1 1 1 1 1 1 0 1 1 0 0 0 0 0 1 1 1 1 1 1 1 1 0 0 1 0 0 1 0 0 1 1 1 0 1 1 0
 1 1 0 0 0 1 1 1 0 0 1 1 0 1 0 0 1 1 0 0 0 1 1 1 0 1 1 0 0 1 0 1 1 0 1 0 0
 1 1 1 1 1 1 1 0 0 1 1 1 1 1 1 1 1 1 1 1 1 0 1 1 1 0 1 1 0 1 1 1 1 1 1 0 0
 0 1 1 0 1 0 1 1 1 1 0 1 1 0 1 1 1 0 1 0 0 1 1 1 1 1 1 1 1 0 1 1 1 1 1 0 1
 0 0 1 1 0 1]

The above series of 0s and 1s in output are the predicted values for the Malignant and Benign tumor classes.

Step 5: Finding accuracy

We can find the accuracy of the model build in previous step by comparing the two arrays namely test_labels and preds. We will be using the accuracy_score() function to determine the accuracy.

from sklearn.metrics import accuracy_score
print(accuracy_score(test_labels,preds))
0.951754385965

The above output shows that NaïveBayes classifier is 95.17% accurate.

Classification Evaluation Metrics

The job is not done even if you have finished implementation of your Machine Learning application or model. We must have to find out how effective our model is? There can be different evaluation metrics, but we must choose it carefully because the choice of metrics influences how the performance of a machine learning algorithm is measured and compared.

The following are some of the important classification evaluation metrics among which you can choose based upon your dataset and kind of problem −

Confusion Matrix

  • Confusion Matrix − It is the easiest way to measure the performance of a classification problem where the output can be of two or more type of classes.

Various ML Classification Algorithms

The followings are some important ML classification algorithms −

  • Logistic Regression
  • Support Vector Machine (SVM)
  • Decision Tree
  • Naïve Bayes
  • Random Forest

We will be discussing all these classification algorithms in detail in further chapters.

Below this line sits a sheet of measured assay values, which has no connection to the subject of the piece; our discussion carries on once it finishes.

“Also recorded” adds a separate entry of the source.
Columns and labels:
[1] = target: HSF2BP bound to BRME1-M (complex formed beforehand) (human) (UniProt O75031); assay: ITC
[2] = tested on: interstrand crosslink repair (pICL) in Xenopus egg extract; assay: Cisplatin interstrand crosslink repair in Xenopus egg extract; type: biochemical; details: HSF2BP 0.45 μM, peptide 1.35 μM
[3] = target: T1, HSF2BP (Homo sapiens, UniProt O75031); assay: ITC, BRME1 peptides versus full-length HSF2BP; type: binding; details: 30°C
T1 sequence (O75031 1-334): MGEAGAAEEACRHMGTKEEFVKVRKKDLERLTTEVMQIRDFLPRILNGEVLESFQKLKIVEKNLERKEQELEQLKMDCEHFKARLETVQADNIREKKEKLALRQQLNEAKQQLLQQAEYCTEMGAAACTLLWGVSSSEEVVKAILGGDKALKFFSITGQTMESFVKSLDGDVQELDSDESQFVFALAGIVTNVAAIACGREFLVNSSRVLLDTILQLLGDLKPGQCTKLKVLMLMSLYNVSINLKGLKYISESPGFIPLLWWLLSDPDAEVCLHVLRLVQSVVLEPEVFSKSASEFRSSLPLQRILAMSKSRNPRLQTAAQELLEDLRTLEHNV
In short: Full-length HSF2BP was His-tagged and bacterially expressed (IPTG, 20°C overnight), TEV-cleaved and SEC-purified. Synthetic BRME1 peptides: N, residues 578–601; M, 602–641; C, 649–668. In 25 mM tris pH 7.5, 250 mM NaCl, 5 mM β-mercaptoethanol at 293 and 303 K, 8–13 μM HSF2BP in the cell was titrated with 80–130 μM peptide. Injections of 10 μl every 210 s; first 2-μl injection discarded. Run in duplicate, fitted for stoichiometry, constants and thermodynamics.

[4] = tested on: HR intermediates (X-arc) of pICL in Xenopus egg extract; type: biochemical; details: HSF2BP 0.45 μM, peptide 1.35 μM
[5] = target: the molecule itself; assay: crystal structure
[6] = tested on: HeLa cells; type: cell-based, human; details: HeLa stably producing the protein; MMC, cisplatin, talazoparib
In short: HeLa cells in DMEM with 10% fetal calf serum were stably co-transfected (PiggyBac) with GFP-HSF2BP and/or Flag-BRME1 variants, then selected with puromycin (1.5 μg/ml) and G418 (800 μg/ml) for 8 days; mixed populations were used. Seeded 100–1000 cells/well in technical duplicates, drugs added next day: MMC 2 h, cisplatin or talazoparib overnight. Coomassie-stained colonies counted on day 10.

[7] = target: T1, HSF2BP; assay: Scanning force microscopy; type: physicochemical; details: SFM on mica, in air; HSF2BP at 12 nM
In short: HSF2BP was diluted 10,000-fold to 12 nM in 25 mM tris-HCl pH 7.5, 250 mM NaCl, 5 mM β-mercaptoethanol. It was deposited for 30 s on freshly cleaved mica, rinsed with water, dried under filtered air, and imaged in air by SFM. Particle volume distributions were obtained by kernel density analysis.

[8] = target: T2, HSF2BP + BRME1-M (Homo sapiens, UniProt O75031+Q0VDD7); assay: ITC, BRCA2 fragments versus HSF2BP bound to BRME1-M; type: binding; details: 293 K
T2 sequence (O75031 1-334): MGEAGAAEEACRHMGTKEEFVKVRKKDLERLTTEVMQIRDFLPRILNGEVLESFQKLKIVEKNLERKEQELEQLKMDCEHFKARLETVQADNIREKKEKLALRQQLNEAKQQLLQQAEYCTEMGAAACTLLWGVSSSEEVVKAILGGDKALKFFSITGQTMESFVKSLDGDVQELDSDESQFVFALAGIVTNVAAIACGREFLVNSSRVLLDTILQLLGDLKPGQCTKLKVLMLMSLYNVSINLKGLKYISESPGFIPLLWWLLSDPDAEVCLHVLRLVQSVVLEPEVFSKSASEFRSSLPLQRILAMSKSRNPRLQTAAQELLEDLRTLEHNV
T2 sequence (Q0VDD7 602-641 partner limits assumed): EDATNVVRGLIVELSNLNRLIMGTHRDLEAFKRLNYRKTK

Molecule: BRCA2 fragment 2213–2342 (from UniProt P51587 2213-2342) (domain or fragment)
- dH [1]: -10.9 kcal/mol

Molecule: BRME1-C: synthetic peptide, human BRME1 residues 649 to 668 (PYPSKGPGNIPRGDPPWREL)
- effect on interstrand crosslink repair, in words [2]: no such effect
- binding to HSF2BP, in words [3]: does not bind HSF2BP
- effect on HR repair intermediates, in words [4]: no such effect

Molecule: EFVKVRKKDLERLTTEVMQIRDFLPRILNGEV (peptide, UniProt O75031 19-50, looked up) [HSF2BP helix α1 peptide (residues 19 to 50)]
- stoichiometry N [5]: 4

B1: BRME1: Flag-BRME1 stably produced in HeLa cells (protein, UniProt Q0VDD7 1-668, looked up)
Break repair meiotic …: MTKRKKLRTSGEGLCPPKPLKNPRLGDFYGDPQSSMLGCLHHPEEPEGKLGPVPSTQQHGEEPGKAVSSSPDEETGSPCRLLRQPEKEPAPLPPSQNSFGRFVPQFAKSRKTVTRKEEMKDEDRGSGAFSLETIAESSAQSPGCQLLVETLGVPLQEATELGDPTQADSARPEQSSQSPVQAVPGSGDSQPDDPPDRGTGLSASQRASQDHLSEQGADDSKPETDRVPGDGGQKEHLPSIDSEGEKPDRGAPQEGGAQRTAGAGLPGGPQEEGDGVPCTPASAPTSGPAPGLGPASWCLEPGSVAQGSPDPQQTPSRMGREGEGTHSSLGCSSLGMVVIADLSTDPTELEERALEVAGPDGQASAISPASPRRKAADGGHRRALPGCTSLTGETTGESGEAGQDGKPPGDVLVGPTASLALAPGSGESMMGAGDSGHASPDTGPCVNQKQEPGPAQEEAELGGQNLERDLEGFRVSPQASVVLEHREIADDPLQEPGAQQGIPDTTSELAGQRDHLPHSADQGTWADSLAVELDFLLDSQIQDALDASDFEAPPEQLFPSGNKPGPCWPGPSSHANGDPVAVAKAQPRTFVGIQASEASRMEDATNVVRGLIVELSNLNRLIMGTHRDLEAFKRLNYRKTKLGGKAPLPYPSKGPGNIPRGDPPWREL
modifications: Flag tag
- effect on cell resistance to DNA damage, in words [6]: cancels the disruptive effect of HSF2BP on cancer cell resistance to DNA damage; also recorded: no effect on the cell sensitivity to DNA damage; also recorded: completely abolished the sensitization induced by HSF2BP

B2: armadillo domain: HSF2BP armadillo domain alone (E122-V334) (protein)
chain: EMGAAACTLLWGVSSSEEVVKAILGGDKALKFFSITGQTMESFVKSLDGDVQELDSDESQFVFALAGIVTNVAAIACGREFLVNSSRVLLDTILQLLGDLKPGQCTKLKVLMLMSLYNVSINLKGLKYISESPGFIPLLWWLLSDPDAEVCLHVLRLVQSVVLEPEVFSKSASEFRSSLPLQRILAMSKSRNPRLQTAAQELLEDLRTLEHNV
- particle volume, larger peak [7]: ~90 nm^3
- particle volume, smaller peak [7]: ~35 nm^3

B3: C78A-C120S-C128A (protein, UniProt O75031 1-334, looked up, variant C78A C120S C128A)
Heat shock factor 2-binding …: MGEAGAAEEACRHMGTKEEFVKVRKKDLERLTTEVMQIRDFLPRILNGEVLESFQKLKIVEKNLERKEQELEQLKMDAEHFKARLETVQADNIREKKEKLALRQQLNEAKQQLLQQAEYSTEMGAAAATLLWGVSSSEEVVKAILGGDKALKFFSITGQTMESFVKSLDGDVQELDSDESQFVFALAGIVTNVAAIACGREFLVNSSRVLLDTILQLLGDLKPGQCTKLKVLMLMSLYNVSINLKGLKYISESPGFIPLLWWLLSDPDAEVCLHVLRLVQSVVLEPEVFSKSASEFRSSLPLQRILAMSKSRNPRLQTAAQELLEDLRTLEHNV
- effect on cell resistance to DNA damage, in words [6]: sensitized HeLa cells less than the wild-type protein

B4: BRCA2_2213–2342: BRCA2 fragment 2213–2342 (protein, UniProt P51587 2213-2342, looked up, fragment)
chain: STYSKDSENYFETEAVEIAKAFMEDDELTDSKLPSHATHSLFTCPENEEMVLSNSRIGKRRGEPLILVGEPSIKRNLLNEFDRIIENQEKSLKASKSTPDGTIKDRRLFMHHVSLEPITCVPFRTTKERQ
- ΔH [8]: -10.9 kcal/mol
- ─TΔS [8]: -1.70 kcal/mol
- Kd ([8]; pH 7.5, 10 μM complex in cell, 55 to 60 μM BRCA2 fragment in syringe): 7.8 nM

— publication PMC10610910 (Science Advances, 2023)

Applications

Some of the most important applications of classification algorithms are as follows −

  • Speech Recognition
  • Handwriting Recognition
  • Biometric Identification
  • Document Classification

A Comprehensive Guide to Types of Neural Networks

Much of modern technology is based on computational models known as artificial neural networks. There are many different types of neural networks which function on the same principles as the nervous system in the human body.

As Howard Rheingold said, “The neural network is this kind of technology that is not an algorithm, it is a network that has weights on it, and you can adjust the weights so that it learns. You teach it through trials.”

What are Artificial Neural Networks?

An artificial neural network is a system of hardware or software that is patterned after the working of neurons in the human brain and nervous system. Artificial neural networks are a variety of deep learning technology which comes under the broad domain of Artificial Intelligence.

Deep learning is a branch of Machine Learning which uses different types of neural networks. These algorithms are inspired by the way our brain functions and therefore many experts believe they are our best shot to moving towards real AI (Artificial Intelligence).